It is appropriate that we celebrate character actor Bernie Kopell (b. 1933) today (or any day), don’t you think?
To me it is ironic that the role Kopell is best known for (Doc on The Love Boat, 1977-87) is one of his less interesting ones. Oh, it’s fine, it’s fine, he’s likable in the part (and it’s frankly one of the better things about the show), but he had played such a wide range of colorful and hilarious roles prior to that, that Doc seems almost like a straitjacket. When The Love Boat premiered, Kopell was already a familiar face, even if most people didn’t know the name. He was the TV equivalent of what they used to call in the theatre a “Utility Man” — a guy who could do anything, so he worked all the time. Over the years he played Russians, Germans, Cubans, Mexicans, Italians, Irishmen, Native Americans, and lots and lots of Jews. Times being what they are, in recent years he’s stuck closer to his own identity.
Originally from Brooklyn, Kopell studied drama at NYU then served in the navy before settling in Los Angeles to try to break into the business. He had bit roles in movies like The Man from the Diner’s Club (1963) with Danny Kaye, and The Thrill of It All (1963) with Doris Day and James Garner, but really, almost the entirety of Kopell’s career has been spent in television. Early on, he had guest shots on many of the major sitcoms of the day, and repeated turns on The Jack Benny Program and My Favorite Martian.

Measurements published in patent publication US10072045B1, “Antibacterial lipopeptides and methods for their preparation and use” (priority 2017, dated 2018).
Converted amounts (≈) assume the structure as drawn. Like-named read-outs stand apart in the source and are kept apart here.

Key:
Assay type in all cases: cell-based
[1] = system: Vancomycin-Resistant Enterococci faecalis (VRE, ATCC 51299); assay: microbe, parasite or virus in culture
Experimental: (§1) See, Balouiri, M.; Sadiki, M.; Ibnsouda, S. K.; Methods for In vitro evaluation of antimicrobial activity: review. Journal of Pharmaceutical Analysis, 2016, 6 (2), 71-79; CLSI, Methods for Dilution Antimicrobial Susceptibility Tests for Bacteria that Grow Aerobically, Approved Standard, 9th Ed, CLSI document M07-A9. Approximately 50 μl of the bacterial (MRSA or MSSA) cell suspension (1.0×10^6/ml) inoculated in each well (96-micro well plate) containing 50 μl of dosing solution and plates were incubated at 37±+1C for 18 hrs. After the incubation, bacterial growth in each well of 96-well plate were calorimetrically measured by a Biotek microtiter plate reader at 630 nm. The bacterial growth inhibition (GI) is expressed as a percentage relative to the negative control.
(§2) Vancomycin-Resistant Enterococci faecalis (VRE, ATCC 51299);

In 1966 things started to break for him — he got two recurring, highly recognizable parts on two separate sitcoms at the same time: he was the hilarious ex-Nazi KAOS agen Siegfried on Get Smart (1966-69), and he was Ted Bessell’s boss and best friend Jerry on That Girl (1966-71). That’s not all! He played several recurring characters on Bewitched (most often the Apothecary) from 1969 through 1972. He supplied many hilarious voices for Lancelot Link, Secret Chimp in 1970. He played several characters on The Doris Day Show from 1970 through 1973 (usually the Italian neighbor Louie Pallucci). He was in several episodes of Love, American Style. From 1973 to 1974 he was a regular on the short-lived Garment District sitcom Needles and Pins, with Norman Fell and Louie Nye. In 1975 he Alan-a-Dale on Mel Brooks’ Robin Hood sitcom When Things Were Rotten.
On top of this: guest appearances on ALL the shows: The Dick Van Dyke Show, Night Gallery, The Chicago Teddy Bears, Ironside, The Odd Couple, The Bob Newhart Show, Room 222, Mary Tyler Moore, Kolchak: The Night Stalker, Hot L Baltimore, The Ghost Busters, The Streets of San Francisco, Kojak, Chico and the Man, The Six Million Dollar Man — this is just some of them. So when The Love Boat premiered in 1977, Bernie Kopell was no stranger to TV audiences, even a tween like myself. Like most “Doc” characters in an ensemble, his role was to be a sort of bemused, laid-back elder statesman, responsible, generous, and above the follies made by younger cohorts (not because he was a saint, but because he’d ALREADY committed his follies in his younger years). Unlike Gavin McLeod’s stern, humorless Captain, Doc was an authority figure who was also “one of them”. Audiences loved him for it, and now the role has sort of eclipsed everything he did before — and, as we have established, he had done a lot before.
Since Kopell was middle-aged during the Love Boat years, and had been on TV my entire life (and perhaps one of the first characters I saw him play, Siegfried, was an older man), I assumed he was a couple of decades older than he really is. He’s a spry 85 as I write this, and continues to work — he’s worked constantly in television since The Love Boat went off the air 30 years ago.
Kopell has been married three times. His second marriage was to Yolanda Veloz, daughter of the dance team of Yolanda and Veloz!